Seed size, number and yield (WP4)

Maximising seed production, seed size and the oil component of Brassica napus (oilseed rape) seed is important for maximising yield in this crop.

A comprehensive understanding of the yield trait components in Brassica, from ovule development through to seed will help us to optimise this trait.

The aims of this work package are:

1. To explore and improve our understanding of the relationships between seed traits, such as ovule number, seed number, size and fruit length

2. To identify the trade offs between seed size and number to allow breeders to optimise seed yields

3. To identify genetic loci that play a role in controlling seed production in Brassica napus

Using the Brassica napus (oilseed rape) diversity set we have performed a comprehensive phenotypic assessment of reproductive/yield related traits such as ovule number, seed number, seed size and number of seeds per pod. We are analysing these data to elucidate correlations and trade off that may explain overall seed yield.

We have used visualisation techniques such as CT scanning and automated phenotyping with computational analysis which allows us to assess traits in a non-destructive way. These analyses will allow us to determine the contribution of the various seed tissues to seed size to help understand the components of seed yield. Understanding how to maximise seed number as well as oil content will allow breeders to select for lines capable of generating the maximum amount of high yielding seed.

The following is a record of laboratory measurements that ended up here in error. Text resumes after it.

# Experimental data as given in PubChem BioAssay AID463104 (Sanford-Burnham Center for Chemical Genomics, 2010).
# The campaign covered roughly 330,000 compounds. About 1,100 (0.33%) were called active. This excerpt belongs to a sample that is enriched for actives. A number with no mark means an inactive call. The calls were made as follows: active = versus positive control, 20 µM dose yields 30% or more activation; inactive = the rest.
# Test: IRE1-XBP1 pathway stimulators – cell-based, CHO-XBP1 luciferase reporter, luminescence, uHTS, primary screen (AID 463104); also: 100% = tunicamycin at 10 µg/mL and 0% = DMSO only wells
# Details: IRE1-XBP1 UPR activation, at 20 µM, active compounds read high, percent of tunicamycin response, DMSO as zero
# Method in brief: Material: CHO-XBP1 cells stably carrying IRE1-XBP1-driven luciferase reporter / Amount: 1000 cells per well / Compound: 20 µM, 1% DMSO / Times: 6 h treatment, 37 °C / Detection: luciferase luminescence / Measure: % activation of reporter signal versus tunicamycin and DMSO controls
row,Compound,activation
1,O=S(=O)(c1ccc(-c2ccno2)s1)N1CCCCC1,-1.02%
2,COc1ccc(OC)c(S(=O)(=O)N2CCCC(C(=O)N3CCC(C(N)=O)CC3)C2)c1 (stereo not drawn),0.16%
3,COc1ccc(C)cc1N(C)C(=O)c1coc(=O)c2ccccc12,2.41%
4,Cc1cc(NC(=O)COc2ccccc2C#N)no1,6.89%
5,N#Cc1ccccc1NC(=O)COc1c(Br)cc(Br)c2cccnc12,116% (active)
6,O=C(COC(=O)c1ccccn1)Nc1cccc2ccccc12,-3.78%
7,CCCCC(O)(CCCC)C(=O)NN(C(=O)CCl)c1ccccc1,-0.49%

Using Associative Transcriptomics we have identified several candidate genes implicated in the control of yield components. Using forward and reserve genetics we are exploring the role of these candidates in Brassica seed yield.

A detailed transcriptome time series across seed development has also been generated for five core genotypes with differing vernalization requirements. Various female reproductive and seed tissues from early ovule through to seed were sampled and the transcriptome sequenced to identify key genes and expression networks across development.

We aim to use this information to develop a genetic network to explain the control of seed development. In addition, comparison of the crop transcriptome with known Arabidopsis data will allow us to determine and exploit similarities and differences between model and crop species.

Work package 4 team

  • Dr Smita Kurup (Rothamsted Research) a developmental biologist with expertise in Brassicaceae seed development and track record on Arabidopsis and Brassica seed traits including seed metabolism, size and oil content. She has a particular interest in using cell imaging technologies to address developmental questions
  • Project Partner: Dr Peter Eastmond (Rothamsted Research) an expert in seed storage reserve metabolism and understanding its role and regulation during both seed development and germination. He has extensive experience of translating fundamental work into oilseed rape
  • Postdoctoral Researcher: Laura Siles-Suarez (Rothamsted Research) is interested in seed biology and hormonal and redox signalling mechanisms in seeds. Her expertise includes analytical chromatography, biochemistry, seed dissection and molecular techniques (RNA extraction, PCR and RT-qPCR)
  • PhD Student: Mollie Langdon (Rothamstead Research) is investigating the control of seed number in the model species, Arabidopsis